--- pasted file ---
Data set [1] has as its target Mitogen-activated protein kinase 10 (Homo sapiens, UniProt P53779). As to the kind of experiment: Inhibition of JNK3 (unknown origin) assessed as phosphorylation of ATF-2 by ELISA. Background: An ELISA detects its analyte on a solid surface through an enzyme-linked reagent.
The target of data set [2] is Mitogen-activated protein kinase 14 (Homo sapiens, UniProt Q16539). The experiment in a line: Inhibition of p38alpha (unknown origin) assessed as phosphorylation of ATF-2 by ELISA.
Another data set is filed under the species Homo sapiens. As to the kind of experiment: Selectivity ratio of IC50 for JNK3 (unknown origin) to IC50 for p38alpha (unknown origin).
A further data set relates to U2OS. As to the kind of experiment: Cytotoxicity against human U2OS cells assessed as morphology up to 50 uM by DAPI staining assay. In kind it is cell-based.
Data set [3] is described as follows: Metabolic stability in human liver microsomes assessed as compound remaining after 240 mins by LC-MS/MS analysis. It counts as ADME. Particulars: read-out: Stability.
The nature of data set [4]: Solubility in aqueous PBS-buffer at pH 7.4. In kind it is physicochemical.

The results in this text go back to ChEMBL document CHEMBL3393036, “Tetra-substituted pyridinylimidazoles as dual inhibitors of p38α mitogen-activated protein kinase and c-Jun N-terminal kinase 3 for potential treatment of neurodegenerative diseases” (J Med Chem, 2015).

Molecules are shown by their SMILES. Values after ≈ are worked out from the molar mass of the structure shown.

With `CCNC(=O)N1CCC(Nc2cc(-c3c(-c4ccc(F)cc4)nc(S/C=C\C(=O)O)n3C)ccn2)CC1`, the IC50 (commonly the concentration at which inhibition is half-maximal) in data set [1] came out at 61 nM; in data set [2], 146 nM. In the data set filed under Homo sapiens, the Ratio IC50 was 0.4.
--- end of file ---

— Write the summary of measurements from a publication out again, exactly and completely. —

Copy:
Data set [1] has as its target Mitogen-activated protein kinase 10 (Homo sapiens, UniProt P53779). As to the kind of experiment: Inhibition of JNK3 (unknown origin) assessed as phosphorylation of ATF-2 by ELISA. Background: An ELISA detects its analyte on a solid surface through an enzyme-linked reagent.
The target of data set [2] is Mitogen-activated protein kinase 14 (Homo sapiens, UniProt Q16539). The experiment in a line: Inhibition of p38alpha (unknown origin) assessed as phosphorylation of ATF-2 by ELISA.
Another data set is filed under the species Homo sapiens. As to the kind of experiment: Selectivity ratio of IC50 for JNK3 (unknown origin) to IC50 for p38alpha (unknown origin).
A further data set relates to U2OS. As to the kind of experiment: Cytotoxicity against human U2OS cells assessed as morphology up to 50 uM by DAPI staining assay. In kind it is cell-based.
Data set [3] is described as follows: Metabolic stability in human liver microsomes assessed as compound remaining after 240 mins by LC-MS/MS analysis. It counts as ADME. Particulars: read-out: Stability.
The nature of data set [4]: Solubility in aqueous PBS-buffer at pH 7.4. In kind it is physicochemical.

The results in this text go back to ChEMBL document CHEMBL3393036, “Tetra-substituted pyridinylimidazoles as dual inhibitors of p38α mitogen-activated protein kinase and c-Jun N-terminal kinase 3 for potential treatment of neurodegenerative diseases” (J Med Chem, 2015).

Molecules are shown by their SMILES. Values after ≈ are worked out from the molar mass of the structure shown.

With `CCNC(=O)N1CCC(Nc2cc(-c3c(-c4ccc(F)cc4)nc(S/C=C\C(=O)O)n3C)ccn2)CC1`, the IC50 (commonly the concentration at which inhibition is half-maximal) in data set [1] came out at 61 nM; in data set [2], 146 nM. In the data set filed under Homo sapiens, the Ratio IC50 was 0.4.